The state’s budget crisis is going to require some re-evaluation of our services and tightening of belts in the short term. In the long term I believe the states rich geothermal, solar and wind resources could provide the state with a stable, long-term revenue source, the likes of which could dwarf Alaska, by exporting power to the Western United States. This is a fresh perspective and one I will work to make a reality.

Another pressing concern facing Northern Nevada is redistricting. If the north does not have as many democrats at that table as possible, we stand to lose immensely to a state increasingly dominated by Southern Nevada.

What makes a good legislator?

A moral compass with a strong inner sense of right and wrong, a passion for and a willingness to learn, a willingness to listen, an ability to work with others to bring consensus while empathizing with the opposite position, a passion for working to improve the lives of other people, an independent mind, pragmatic, a diverse background knowledge drawn from a variety of life experiences, personal experience with the issues affecting the people, an ability to grasp complex issues and break them down into simpler portions, a lack of tolerance for inefficiency and excuses, social awareness in reading intentions. All traits I believe I possess.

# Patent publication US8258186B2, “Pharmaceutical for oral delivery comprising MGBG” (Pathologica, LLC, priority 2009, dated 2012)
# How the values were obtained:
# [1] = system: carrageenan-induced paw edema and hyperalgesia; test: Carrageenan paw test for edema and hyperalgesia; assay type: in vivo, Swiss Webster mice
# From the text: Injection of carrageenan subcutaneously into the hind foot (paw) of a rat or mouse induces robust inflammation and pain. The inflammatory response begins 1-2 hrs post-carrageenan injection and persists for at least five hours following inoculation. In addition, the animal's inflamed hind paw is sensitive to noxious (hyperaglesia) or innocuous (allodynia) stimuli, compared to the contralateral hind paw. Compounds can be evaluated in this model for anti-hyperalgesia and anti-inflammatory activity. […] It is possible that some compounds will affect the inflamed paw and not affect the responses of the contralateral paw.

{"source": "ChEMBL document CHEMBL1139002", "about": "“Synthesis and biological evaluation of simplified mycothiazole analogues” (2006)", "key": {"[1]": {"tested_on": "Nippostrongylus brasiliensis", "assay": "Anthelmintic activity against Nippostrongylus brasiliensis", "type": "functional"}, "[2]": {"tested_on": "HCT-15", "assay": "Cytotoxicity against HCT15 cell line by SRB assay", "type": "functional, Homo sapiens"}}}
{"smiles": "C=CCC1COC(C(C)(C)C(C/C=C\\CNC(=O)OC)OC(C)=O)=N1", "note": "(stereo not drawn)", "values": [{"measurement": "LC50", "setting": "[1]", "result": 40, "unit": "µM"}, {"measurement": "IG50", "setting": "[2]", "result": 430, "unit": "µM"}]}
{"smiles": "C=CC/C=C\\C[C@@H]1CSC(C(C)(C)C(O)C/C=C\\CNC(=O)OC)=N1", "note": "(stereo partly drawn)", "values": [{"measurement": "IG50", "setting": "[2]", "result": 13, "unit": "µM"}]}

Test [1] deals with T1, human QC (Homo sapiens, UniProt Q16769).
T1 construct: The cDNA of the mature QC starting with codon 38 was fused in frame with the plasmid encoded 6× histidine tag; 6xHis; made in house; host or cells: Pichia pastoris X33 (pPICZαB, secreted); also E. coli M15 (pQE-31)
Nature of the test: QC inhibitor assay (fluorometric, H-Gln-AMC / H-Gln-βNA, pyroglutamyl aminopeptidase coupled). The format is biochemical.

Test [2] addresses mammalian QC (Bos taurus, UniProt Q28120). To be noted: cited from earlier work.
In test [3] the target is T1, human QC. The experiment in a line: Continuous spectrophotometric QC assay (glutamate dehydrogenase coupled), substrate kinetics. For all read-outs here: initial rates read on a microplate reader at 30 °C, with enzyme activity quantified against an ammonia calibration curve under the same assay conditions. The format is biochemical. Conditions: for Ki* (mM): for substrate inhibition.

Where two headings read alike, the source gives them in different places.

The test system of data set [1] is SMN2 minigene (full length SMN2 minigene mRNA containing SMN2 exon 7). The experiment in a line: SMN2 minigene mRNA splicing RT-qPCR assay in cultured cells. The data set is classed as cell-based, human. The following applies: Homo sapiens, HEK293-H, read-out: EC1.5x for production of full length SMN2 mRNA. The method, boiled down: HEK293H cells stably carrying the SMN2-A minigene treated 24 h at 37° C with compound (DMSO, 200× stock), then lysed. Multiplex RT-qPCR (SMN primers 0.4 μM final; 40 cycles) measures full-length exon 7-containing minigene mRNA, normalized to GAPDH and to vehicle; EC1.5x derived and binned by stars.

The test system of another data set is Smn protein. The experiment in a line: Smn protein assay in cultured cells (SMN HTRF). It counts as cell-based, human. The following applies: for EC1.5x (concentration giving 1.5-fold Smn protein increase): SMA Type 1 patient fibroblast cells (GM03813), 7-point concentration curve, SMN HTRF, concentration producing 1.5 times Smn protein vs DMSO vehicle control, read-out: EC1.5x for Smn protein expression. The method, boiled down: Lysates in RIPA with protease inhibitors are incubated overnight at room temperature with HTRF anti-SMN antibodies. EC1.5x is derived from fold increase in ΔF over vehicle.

What would your priorities be if elected?

I will work to bring the vested parties together to begin to tap the vast geothermal, solar and wind resources as a commodity to transform Nevada into a power exporter. I will work tirelessly, on behalf of working class families to bring sanity to Health Care in Nevada. It is inexcusable that insurance company representatives living thousands of miles away are allowed to override the care plans determined by the patients and their physicians. Being a veteran myself, I will be an advocate for veterans bringing first hand knowledge that is so desperately lacking in modern legislative bodies.